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The MEES Regulations and residential landlords: can't I just claim an exemption?

  • United Kingdom
  • Real estate



It’s no secret that landlords, and even tenants, are not fans of the Energy Efficiency (Private Rented Property) (England and Wales) Regulations 2015 (SI 2015/962) (Regulations). The Regulations impose a prohibition on granting new tenancies of substandard residential property (those with EPC rating “F” or “G”) from 1 April 2018. This prohibition will extend to continuing existing residential tenancies from 1 April 2020.

The Regulations are linked to the government’s Clean Growth Strategy, which aims to cut emissions and increase energy efficiency. Whilst most would agree that improving energy efficiency is a good idea, the Regulations will have a considerable impact on investment opportunities and income streams, and will add to an ever-growing administrative burden for all landlords. In addition, the Regulations and guidance are such that those involved are finding them tricky to navigate: how will the regulations be implemented, monitored and enforced, and generally, how will they all work?!

These issues are likely to be definitively resolved only once the prohibition on letting comes into force and policy and practice develop. It is also unhelpful that the government guidance almost raises more questions than it answers. However, we can unravel some key principles around exemptions as it seems this is what most concerns residential landlords.


The short (but not very helpful) answer to whether residential landlords can claim an exemption is “maybe”. In any event, exemptions only last a maximum of five years.

There are exemptions that landlords can rely on in certain circumstances:

All “relevant energy efficiency improvements” have been made (or there are none) and the property is still rated “F” or “G”

The Regulations were based on a “no cost” principle, so that landlords of substandard residential property would only have to make improvements where they could do so entirely using third party finance. Where finance cannot be obtained for particular works, those works would not be “relevant energy efficiency improvements” that the landlord would have to do.

Just before Christmas, the government launched a consultation to remove the "no cost" element and replace it with a capped contribution from the landlord, given that the Green Deal funding scheme was ended in 2015 after poor uptake. The government’s preferred cap level is £2,500 per property.

The proposed cap is a compromise between limiting the potential costs for landlords and ensuring that as many tenants as possible can benefit from an energy efficient home. This new proposal would mean that about 30% of affected residential properties would be improved to at least an “E” rating. The government’s impact assessment favours this approach to ensure that the Regulations achieve what was intended: the reduction of emissions, improved energy efficiency and, in the long run, creation of sustainable buildings which are cost effective for landlords and tenants alike.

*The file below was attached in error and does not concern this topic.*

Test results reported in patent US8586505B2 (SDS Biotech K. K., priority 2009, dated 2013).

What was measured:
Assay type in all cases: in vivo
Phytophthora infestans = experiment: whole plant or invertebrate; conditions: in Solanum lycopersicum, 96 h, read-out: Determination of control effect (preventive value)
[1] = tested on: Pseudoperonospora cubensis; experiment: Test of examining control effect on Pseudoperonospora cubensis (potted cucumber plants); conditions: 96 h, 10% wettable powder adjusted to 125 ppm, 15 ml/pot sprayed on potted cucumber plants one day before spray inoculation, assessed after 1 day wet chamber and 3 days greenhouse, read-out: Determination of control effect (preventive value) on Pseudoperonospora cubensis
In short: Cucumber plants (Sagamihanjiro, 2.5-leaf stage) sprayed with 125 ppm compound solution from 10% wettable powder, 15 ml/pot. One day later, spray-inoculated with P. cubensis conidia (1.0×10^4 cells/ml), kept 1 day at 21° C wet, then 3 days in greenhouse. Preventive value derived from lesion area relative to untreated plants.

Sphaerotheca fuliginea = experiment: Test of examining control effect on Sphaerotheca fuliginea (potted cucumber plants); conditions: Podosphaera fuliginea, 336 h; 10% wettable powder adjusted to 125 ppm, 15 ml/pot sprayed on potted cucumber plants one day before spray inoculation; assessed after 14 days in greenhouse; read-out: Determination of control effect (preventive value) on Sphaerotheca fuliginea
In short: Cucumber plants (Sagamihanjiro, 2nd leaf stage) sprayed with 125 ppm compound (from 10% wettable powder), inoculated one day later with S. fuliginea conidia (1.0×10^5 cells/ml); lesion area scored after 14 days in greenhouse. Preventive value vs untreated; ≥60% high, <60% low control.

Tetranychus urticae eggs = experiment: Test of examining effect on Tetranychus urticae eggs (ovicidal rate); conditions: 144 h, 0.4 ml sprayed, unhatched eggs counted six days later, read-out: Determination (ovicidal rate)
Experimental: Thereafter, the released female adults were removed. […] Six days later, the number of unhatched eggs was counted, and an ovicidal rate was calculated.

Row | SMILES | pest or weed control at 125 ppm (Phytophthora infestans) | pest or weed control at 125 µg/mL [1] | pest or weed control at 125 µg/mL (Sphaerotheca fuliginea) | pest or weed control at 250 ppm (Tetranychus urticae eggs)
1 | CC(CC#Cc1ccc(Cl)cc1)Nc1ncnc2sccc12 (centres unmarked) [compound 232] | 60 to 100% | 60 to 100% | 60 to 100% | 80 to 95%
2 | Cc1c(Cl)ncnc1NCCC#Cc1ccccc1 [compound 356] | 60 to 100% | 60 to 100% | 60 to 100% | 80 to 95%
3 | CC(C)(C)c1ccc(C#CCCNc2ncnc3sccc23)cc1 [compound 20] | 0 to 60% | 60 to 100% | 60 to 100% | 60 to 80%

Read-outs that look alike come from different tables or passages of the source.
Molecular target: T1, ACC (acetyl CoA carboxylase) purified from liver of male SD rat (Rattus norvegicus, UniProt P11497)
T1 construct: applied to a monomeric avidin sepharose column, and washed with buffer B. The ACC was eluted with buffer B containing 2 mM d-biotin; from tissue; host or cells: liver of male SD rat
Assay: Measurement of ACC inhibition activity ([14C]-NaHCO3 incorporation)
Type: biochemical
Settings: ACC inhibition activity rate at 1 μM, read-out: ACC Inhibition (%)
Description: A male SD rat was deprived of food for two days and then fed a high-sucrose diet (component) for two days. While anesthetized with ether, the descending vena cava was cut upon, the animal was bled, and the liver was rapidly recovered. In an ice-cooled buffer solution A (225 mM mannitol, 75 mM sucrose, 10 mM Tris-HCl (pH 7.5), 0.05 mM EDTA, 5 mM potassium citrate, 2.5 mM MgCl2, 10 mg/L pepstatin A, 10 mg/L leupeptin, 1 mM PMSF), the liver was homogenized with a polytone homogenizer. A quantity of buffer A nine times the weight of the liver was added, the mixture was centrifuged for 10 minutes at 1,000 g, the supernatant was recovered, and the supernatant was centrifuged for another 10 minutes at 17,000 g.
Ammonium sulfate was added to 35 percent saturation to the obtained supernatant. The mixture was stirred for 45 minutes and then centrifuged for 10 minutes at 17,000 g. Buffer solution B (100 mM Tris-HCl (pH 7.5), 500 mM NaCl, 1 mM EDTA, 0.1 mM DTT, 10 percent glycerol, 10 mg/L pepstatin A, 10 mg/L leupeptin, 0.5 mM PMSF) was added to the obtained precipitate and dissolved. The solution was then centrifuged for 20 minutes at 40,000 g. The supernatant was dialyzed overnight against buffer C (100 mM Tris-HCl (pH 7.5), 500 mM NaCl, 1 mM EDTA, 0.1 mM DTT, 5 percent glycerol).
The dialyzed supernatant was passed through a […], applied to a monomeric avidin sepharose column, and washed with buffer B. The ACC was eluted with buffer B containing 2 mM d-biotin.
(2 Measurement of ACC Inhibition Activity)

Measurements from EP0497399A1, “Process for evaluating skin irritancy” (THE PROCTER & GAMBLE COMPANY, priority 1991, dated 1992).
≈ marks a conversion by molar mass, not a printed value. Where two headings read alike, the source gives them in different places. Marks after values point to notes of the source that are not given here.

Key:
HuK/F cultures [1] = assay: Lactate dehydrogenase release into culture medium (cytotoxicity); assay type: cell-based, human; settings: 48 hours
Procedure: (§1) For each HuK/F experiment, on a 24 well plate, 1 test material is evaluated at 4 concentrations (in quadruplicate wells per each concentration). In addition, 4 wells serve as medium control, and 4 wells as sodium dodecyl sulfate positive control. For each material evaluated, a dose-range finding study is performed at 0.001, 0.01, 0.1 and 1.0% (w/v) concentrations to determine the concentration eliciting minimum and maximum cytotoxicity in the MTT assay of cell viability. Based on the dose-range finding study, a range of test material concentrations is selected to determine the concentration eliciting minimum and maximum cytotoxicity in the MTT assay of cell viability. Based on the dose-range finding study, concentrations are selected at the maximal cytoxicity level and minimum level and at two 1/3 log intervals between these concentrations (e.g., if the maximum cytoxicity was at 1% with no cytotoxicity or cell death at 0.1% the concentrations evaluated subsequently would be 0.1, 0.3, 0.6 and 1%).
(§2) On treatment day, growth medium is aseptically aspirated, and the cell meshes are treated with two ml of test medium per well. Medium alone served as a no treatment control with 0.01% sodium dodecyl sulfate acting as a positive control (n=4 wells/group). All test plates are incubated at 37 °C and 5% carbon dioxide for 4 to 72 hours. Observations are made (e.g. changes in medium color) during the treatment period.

However, a stumbling block to this approach is that it is the landlord who will pay and it is the tenant who will benefit through reduced energy costs. There are concerns that landlords will simply increase residential rents to pay for works in the event that the "no cost" exemption disappears. This would counteract any savings to the tenant made as a result of the energy efficiency improvements.

The consultation is open until 13 March 2018. Once it closes, the government intends to issue its response and amend the Regulations as soon as possible. It expects that the "no cost" exemption would cease in April 2019 and be replaced with the capped contribution.

Lack of necessary consent

Although it seems unlikely when it would save them money, residential tenants may not want the inconvenience or hassle of potentially long and intrusive works carried out to the property they call home. In such instances, where the landlord needs the tenant’s consent (or that of another third party, such as its mortgagee), and consent isn’t given, then this qualifies as an exemption for the landlord of up to five years (or until that tenancy ends).

Temporary exemption

Landlords can obtain a temporary exemption of six months in some circumstances, such as where they buy a property with a residential tenancy already in place. This temporary exemption is just enough time for a landlord of a substandard property to carry out the necessary works or to claim a different and longer-lasting exemption.

Energy efficiency obligations in the future

With climate change, emissions and fuel poverty all on the government’s agenda, energy efficiency obligations are only likely to become more burdensome. Landlords and tenants should see the Regulations as just the beginning and prepare for a future change in the substandard EPC rating. It is likely that this will include properties with an EPC rating of “D” and “E” in the not-so-distant future.